Trinidad and Tobago | Freedom House

Freedom of the Press

Trinidad and Tobago

Trinidad and Tobago

Freedom of the Press 2014

2014 Scores

Press Status


Press Freedom Score
(0 = best, 100 = worst)


Political Environment
(0 = best, 40 = worst)


Economic Environment
(0 = best, 30 = worst)


Freedom of the press is enshrined in the constitution and is generally respected in practice. In 2013, the government indicated that it would be moving to amend the Libel and Defamation Act to exempt journalists from criminal libel. Although the cabinet approved a bill that would partially decriminalize defamation in May 2013, it had not passed by year’s end. Unlike in 2012, however, there were no suits brought against journalists for libel in 2013. In December 2012, the Trinidad and Tobago Publishers and Broadcasters Association announced that it had reached an agreement with the attorney general to amend the 2011 Data Protection Act, a privacy law that partially came into force in 2012, to create an exemption for investigative journalism.

While freedom of information legislation is in place, the government has been criticized for gradually narrowing the categories of public information that are available under the law. In October 2012, national security minister Jack Warner announced that the media would be denied access to the government’s crime statistics so that news outlets and the opposition could not sensationalize the data, which, he argued, could lead to more crime.

Instances of attempted political influence on news content occur occasionally. In March 2013, Prime Minister Kamla Persad-Bissessar publicly criticized the media for its negative coverage of the government during a speech she was delivering to supporters of the ruling United National Congress (UNC). Media practitioners interpreted these comments as an effort to intimidate the private press and to silence criticism of the government. In July, three senior journalists at the Trinidad Guardian resigned in protest of government interference in the publication’s editorial policy.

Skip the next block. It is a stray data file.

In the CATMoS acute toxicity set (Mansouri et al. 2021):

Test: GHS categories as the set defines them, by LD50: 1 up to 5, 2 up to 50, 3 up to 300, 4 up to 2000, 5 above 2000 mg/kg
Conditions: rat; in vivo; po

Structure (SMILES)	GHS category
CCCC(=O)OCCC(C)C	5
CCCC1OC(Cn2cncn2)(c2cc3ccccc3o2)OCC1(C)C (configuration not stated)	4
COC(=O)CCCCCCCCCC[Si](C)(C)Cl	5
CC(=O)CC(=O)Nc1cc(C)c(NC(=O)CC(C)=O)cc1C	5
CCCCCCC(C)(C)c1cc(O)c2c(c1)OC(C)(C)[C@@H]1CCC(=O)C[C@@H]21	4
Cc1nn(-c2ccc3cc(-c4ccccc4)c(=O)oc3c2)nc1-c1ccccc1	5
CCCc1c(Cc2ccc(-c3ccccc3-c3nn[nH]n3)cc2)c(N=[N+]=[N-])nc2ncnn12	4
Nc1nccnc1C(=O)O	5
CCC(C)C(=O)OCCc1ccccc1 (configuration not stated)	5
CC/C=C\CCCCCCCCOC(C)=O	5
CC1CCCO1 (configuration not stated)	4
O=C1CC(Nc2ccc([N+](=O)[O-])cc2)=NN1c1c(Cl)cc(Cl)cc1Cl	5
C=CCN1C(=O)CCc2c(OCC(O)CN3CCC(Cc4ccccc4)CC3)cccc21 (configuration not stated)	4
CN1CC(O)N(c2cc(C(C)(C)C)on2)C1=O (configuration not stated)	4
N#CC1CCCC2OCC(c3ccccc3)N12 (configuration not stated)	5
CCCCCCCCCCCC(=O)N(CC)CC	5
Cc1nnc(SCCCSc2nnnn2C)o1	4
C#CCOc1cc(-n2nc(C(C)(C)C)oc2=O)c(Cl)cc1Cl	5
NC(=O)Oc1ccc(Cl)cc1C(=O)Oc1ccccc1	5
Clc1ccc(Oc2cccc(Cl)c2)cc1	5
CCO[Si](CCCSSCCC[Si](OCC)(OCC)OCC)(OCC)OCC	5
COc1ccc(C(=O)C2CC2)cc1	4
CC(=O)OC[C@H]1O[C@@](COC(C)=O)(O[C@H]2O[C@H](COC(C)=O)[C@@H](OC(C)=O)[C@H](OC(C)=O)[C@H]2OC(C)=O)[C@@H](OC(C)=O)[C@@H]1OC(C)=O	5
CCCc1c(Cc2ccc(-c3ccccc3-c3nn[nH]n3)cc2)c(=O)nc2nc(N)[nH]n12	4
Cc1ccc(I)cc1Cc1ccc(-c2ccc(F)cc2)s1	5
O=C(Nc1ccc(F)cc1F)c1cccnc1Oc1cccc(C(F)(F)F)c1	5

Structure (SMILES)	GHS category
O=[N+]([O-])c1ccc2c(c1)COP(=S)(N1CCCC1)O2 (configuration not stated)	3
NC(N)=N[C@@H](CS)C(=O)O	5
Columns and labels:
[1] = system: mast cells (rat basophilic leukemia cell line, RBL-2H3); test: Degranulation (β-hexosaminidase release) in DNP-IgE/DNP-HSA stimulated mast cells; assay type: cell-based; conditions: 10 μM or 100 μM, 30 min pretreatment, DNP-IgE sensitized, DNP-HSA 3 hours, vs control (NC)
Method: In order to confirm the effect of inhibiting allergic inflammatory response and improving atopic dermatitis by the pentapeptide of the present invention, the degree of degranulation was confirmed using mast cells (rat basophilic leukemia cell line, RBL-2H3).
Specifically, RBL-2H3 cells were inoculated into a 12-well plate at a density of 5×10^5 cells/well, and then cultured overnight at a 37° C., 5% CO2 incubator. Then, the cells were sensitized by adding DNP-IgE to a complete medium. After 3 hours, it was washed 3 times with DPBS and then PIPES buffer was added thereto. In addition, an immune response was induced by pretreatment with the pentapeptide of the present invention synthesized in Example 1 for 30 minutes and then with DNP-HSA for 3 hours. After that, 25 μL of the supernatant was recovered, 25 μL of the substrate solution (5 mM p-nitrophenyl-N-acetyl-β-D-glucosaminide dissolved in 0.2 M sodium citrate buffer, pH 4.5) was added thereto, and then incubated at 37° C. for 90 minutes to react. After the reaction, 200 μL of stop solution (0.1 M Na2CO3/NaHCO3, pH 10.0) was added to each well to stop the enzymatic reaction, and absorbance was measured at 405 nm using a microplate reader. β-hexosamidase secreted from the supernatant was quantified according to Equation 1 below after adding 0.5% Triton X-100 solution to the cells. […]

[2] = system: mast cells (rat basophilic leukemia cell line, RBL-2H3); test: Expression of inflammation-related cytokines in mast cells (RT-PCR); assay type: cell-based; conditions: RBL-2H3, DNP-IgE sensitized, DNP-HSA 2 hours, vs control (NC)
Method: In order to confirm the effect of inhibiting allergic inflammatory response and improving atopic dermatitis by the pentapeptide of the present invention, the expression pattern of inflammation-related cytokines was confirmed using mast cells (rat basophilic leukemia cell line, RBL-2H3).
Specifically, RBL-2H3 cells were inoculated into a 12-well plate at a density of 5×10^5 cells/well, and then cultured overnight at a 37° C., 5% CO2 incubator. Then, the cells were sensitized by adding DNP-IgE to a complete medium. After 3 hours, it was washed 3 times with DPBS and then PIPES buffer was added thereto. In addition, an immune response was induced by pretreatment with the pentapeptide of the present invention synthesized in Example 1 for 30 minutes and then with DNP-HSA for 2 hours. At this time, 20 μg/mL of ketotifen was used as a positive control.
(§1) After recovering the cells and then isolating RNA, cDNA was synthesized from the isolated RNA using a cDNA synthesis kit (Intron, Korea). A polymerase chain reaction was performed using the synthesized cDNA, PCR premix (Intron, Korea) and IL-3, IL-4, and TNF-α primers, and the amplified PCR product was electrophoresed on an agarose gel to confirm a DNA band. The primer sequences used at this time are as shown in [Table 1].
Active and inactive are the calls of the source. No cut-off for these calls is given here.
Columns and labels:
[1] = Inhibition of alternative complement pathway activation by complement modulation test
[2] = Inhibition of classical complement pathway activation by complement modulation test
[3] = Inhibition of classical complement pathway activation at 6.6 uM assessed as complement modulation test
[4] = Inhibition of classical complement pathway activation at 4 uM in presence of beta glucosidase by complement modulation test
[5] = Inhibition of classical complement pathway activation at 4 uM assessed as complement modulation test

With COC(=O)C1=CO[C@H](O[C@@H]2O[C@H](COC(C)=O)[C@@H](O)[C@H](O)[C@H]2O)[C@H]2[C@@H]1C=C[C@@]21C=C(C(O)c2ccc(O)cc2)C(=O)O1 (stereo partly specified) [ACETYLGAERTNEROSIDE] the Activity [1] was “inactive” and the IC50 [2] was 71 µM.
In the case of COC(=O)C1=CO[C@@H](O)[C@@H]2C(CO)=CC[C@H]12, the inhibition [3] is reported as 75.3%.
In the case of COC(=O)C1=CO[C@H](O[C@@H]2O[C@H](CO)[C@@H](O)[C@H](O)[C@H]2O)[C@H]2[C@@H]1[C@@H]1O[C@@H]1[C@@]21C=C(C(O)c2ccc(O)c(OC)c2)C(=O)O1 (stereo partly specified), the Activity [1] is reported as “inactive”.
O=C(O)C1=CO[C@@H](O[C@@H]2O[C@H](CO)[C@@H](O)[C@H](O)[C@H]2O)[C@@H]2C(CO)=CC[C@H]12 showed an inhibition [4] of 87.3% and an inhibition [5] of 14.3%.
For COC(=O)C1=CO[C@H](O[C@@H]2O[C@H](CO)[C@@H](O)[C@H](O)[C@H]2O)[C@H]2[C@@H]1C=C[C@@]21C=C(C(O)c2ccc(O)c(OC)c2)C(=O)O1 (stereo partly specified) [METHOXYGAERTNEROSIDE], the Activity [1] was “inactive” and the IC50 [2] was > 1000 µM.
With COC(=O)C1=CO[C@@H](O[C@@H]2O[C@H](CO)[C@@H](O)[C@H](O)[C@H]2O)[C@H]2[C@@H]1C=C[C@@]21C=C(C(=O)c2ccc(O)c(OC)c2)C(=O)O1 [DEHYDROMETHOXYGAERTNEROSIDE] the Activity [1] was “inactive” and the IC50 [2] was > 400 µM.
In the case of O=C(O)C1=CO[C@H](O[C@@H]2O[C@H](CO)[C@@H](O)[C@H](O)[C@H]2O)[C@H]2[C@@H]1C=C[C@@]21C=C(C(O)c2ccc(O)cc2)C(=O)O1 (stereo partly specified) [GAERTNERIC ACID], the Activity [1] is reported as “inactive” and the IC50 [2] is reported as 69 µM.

There were no reports of physical attacks on journalists in 2013. However, the government allegedly waged a smear campaign in November against two female journalists, following the publication of a series of investigative articles they had written for the Trinidad Guardian and the Trinidad Express regarding the activities of Warner and Attorney General Anand Ramlogan.

There are three daily newspapers—Trinidad Express, Newsday, and the Trinidad Guardian—and three political weeklies, all of which are privately owned. Four television stations are in operation, including the state-owned Caribbean New Media Group (CNMG) though the privately owned TV6 dominates ratings. There are about a dozen radio stations, including three operated by CNMG. There were no government restrictions on the internet, which was accessed by nearly 64 percent of the population in 2013.

The government and state-owned businesses disproportionately place their advertising with state-owned media and private outlets that favor the government. In 2012, Communications Minister Jamal Mohammed announced a new rule that requires all privately owned radio and television broadcasters to air up to one hour per day of government messaging with no financial compensation. The move was condemned by press freedom advocates, and many media companies resisted complying with this rule; however, the government did not enforce this directive during 2013.